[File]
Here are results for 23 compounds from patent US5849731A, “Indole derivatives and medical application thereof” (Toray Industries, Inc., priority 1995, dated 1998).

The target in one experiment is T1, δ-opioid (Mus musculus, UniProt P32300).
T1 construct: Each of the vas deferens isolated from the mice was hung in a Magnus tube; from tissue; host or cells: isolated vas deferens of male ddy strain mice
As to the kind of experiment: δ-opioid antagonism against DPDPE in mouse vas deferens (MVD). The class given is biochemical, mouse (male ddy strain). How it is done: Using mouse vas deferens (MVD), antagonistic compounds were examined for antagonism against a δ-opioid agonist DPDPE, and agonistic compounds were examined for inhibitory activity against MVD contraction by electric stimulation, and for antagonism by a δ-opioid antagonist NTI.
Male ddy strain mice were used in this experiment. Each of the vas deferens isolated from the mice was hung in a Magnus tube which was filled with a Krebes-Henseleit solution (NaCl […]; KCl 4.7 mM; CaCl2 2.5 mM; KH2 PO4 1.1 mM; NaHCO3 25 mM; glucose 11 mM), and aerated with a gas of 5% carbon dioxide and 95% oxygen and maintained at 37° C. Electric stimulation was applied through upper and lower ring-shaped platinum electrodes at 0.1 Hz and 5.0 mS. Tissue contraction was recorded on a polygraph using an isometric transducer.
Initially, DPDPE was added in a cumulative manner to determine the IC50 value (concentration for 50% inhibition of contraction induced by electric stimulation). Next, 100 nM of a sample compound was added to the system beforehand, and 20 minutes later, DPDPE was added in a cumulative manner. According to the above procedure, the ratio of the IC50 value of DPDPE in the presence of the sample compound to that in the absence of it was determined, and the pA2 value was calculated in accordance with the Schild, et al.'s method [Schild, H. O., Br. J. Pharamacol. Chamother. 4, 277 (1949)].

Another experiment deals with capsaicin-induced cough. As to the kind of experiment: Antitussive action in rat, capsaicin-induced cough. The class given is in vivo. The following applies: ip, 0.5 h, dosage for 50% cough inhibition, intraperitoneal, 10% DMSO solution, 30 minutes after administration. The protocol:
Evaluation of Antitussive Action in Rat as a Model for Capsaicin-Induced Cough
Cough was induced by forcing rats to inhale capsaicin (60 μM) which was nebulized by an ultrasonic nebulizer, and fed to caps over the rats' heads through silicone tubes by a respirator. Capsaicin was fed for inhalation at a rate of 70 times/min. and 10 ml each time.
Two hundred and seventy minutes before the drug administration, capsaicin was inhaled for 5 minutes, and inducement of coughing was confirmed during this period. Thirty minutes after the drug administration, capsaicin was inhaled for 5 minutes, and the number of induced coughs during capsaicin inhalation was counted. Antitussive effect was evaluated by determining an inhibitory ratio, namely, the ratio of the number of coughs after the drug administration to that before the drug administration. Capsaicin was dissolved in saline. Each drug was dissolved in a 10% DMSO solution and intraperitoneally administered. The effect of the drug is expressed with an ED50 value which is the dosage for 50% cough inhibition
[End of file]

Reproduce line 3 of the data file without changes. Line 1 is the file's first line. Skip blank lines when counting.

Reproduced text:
T1 construct: Each of the vas deferens isolated from the mice was hung in a Magnus tube; from tissue; host or cells: isolated vas deferens of male ddy strain mice